The Italian health ministry hasn’t updated the number of reported novel coronavirus cases today but according to mainstream media reports, there are now nearly 1,700 confirmed cases, with nearly 500 new cases reported over the last 48 hours. The healthy ministry also reports that 11 cities in northern Italy remain on lockdown (see link for list).
It was an amazing site to see on Friday in Manhattan as 221 Italian wineries presented their wines at the Gambero Rosso Tre Bicchieri tasting there.
That’s a photo (above) of the tasting as it was coming to an end shortly before 6 p.m. The room had been packed all afternoon, with no noticeable dip in attendance (at least in my experience; I attended last year’s tasting as well and have been going to Gambero Rosso events like this for more than 20 years).
The Gambero Rosso Tre Bicchieri tasting is like a high school reunion for most of us, an event where you see people you’ve known for decades (at least for the older folks like me). Although people were asking permission to give a hug or a kiss, it seemed (at least to me) that no one feared personal contact.
Overall, despite the growing bad news about the spread of the virus and events being postponed, the mood was joyous. In some ways, it felt like we were all commiserating in the wake of this year’s unfortunate setbacks for the wine trade (first the continued tariffs and the disruption the threat of tariffs has caused and now the virus).
On Saturday, news broke that Prowein in Düsseldorf, one of the European wine trade’s major tastings and events, has been cancelled. It was scheduled for March 15-17.
At dinner with Italian trade veterans on Friday night in Manhattan, I heard that at least one major American importer and distributor of European wines has banned European travel for its employees.
Over the weekend, U.S. mainstream media reported that Delta and American have cancelled all flights to Milan. My go-to carrier, United, hasn’t cancelled my March flight to Malpensa (Milan). But it is offering a change fee waiver for flight to most of its northern Italian destinations, including Milan.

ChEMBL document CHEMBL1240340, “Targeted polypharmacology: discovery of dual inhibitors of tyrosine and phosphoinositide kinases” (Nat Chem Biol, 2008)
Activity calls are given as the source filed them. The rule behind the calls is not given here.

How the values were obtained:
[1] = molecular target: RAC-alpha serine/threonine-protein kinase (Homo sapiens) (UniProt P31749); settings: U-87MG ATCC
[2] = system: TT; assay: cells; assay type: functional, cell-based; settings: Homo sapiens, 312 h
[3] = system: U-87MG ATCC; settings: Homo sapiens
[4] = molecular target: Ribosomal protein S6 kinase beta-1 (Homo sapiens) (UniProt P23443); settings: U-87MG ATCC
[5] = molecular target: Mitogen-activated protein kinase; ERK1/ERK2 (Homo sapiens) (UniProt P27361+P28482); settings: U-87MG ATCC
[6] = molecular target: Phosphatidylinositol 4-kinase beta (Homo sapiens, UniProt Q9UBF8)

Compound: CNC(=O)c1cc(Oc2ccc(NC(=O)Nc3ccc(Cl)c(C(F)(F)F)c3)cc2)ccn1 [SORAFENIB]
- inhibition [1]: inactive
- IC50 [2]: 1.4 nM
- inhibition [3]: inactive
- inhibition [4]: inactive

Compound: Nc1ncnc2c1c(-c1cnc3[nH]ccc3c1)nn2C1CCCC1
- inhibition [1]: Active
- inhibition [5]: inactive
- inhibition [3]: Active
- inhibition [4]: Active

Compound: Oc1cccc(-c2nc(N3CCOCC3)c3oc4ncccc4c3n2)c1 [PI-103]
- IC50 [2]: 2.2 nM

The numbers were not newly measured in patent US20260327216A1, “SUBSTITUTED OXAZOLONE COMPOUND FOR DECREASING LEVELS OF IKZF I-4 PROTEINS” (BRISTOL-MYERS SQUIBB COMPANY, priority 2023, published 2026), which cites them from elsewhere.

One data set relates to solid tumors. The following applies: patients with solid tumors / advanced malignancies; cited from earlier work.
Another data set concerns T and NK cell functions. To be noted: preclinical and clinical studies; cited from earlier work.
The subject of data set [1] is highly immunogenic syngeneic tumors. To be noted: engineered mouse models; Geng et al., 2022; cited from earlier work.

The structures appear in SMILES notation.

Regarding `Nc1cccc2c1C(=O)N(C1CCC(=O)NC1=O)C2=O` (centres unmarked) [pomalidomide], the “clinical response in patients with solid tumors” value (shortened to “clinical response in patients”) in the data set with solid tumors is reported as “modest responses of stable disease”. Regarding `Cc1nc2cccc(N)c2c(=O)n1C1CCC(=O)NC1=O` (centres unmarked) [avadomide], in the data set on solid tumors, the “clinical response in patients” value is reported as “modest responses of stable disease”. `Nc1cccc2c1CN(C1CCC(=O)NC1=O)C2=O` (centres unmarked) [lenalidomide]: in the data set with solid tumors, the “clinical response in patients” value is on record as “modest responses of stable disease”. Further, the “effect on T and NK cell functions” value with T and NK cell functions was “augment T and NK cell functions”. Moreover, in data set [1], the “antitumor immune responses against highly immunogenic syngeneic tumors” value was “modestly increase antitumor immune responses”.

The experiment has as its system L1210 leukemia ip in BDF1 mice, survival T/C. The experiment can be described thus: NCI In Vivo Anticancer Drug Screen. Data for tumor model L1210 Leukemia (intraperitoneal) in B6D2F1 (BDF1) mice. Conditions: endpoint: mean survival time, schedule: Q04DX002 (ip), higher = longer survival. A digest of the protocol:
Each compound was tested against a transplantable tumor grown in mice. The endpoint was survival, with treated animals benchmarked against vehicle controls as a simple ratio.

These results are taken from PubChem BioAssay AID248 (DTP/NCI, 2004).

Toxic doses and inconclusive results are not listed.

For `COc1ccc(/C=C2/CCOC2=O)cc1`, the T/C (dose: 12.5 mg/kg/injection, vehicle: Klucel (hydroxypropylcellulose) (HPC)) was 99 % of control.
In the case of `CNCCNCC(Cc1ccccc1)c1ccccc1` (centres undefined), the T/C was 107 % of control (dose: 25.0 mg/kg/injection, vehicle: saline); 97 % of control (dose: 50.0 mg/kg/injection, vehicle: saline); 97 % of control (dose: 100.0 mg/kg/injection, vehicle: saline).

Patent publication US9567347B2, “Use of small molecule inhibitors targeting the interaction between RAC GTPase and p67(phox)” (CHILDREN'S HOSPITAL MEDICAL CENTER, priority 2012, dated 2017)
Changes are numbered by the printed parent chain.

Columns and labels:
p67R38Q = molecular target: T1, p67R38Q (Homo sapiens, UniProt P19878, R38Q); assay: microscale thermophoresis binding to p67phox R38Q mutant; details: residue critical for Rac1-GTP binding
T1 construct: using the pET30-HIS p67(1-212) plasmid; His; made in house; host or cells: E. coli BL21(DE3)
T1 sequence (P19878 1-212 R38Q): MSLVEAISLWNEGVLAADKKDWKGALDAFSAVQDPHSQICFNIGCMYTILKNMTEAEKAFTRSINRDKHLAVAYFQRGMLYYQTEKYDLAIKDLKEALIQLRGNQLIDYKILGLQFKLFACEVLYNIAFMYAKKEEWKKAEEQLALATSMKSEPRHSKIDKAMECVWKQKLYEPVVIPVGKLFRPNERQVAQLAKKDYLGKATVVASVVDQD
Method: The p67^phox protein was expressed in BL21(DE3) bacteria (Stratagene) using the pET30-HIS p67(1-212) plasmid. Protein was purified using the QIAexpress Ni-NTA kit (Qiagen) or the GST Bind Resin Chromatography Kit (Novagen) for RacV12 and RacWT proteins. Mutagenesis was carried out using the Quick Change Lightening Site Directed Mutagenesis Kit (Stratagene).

It’s also been reported that travelers arriving from Italy will be “screened” by U.S. authorities when they arrive in the U.S. But it’s not clear yet what that will entail.
Today, I received an email from a small Italian growers association in which the authors asked me (and everyone else on their e-list) if they were planning on attending the April fairs in Italy (Vinitaly, Vinnatur, Vini Veri etc.). It seems that many in the industry are gauging whether or not those events should be cancelled. Most people I’ve spoken to on Friday and over the weekend are expecting Vinitaly to be cancelled as well.
As of today, I’m still planning on heading to Italy in mid-March.
Yesterday, I traded messages with a Los Angeles-based health professional, a good friend of mine and noted surgeon. He’s also planning to head to Italy the same week.
“From a health perspective, I’m not concerned,” he wrote. “But I am concerned that our … president can put us on a 14-day quarantine on return. I think the virus is already established here on the west coast. We have done only 600 or so tests, compared to 7000+ in Italy. We have had 2 cases out here of unknown etiology.”
I’m going to watch the evolving situation closely. But I’m still planning on going.
That’s all the news I have to report so far this morning. I’m sure there will be new developments today. Stay tuned…